Bicycle theft is a more common crime than many people might realize. One place where this crime happens quite frequently is on college campuses. Students depend on their bicycles to get to and from class, work and just to have fun. In Colorado Springs, Colorado, a new police initiative is at work, and officers hope it will cut down on the number of bikes stolen -- and to find the people who are stealing them.
The new "Bait Bike" program is being used on the Colorado College campus, where about 55 bicycles were reported stolen each year. This is with a student population of only about 2,000. Cal State University, Fullerton, has about 40,000 students and reported about 10 fewer bikes stolen in 2010. As a result, the Colorado Springs Police Department and Colorado College have teamed up to implement the Bait Bike program, as well as an educational campaign known as "U-Lock or I Steal." The education campaign is meant to inform students of the best bike locks to use, which are called U-Locks.
The Bait Bite program works like this: A bike is put in a bike rack and is locked. A GPS system is on the bait bike and an officer can track where the bike goes from his or her office computer. The GPS system will send the campus resource office an email notifying him that the bicycle is moving. With updates every 30 seconds after that, the officer can tell other officers where the bike can be located.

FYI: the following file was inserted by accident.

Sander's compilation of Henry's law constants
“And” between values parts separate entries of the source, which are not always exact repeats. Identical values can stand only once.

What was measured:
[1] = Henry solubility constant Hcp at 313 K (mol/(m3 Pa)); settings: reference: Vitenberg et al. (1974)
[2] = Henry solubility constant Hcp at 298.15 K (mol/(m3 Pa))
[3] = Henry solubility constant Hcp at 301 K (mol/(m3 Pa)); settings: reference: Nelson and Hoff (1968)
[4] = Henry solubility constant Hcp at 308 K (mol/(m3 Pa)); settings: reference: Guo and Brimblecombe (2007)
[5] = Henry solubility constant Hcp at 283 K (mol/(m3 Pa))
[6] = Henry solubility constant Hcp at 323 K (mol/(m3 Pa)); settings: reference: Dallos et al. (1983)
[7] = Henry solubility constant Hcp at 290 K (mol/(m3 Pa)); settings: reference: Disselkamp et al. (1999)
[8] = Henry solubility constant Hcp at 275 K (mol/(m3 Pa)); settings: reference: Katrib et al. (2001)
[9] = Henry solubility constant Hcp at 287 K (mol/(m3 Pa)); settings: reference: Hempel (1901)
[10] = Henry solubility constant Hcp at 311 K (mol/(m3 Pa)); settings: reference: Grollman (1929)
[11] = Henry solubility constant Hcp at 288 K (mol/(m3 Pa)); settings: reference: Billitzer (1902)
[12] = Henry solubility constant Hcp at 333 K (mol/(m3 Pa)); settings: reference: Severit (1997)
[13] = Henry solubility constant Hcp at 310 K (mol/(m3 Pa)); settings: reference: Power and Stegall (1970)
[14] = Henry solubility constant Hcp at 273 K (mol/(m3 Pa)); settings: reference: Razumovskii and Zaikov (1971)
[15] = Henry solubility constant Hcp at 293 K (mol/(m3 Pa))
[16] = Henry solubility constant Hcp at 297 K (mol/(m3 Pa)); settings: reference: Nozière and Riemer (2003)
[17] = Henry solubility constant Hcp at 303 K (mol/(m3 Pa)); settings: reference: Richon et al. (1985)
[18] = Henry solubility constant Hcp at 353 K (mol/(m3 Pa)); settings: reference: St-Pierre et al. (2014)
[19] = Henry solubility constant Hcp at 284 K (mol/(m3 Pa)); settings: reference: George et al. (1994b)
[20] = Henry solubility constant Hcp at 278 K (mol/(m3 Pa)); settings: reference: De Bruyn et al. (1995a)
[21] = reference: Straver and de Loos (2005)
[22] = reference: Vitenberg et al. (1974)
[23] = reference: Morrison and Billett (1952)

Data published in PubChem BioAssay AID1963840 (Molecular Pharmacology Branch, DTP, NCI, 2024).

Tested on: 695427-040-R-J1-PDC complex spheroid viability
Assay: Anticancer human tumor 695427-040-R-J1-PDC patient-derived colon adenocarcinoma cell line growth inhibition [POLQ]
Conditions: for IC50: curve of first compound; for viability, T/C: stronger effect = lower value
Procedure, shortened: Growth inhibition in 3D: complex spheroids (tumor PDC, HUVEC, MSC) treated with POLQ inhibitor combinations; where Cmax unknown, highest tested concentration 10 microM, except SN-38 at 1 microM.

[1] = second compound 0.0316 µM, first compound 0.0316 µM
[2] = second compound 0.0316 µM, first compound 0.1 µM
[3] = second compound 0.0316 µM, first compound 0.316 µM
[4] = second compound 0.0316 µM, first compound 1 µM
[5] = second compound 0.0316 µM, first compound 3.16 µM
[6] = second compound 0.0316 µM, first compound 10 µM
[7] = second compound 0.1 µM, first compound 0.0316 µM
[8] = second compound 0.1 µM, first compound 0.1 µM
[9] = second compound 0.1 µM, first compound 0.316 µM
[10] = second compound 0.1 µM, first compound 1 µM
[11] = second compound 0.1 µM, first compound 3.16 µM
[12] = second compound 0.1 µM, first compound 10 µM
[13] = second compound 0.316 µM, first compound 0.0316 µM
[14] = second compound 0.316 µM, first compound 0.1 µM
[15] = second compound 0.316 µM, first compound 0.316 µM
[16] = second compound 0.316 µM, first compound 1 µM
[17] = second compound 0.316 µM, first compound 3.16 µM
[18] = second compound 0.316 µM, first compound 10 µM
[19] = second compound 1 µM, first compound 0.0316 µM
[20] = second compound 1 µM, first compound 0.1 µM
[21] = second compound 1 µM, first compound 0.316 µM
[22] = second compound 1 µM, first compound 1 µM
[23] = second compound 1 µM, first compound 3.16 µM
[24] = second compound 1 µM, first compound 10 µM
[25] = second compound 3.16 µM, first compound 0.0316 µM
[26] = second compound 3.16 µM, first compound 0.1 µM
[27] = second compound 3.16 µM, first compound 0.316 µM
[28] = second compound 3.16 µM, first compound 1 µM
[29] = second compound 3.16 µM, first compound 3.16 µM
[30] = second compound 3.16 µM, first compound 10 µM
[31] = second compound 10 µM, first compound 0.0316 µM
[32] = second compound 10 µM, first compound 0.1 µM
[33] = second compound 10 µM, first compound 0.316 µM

In most instances, students from Colorado Collage are not the people who are stealing the bicycles. Many are people who are passing through the city or campus, targeting the bikes. The Bait Bike program, though, is working. In the last year, only about a dozen bicycles were stolen in the Colorado College area.
If you have been arrested for this or any other type of theft charge, it's important to understand your rights. An experienced criminal defense attorney will answer your questions and provide information on how to build a strong defense.
Source: fox21news.com, "Bait Bike program helping lower number of bike thefts at Colorado College," Alison Mastrangelo, Aug. 03, 2015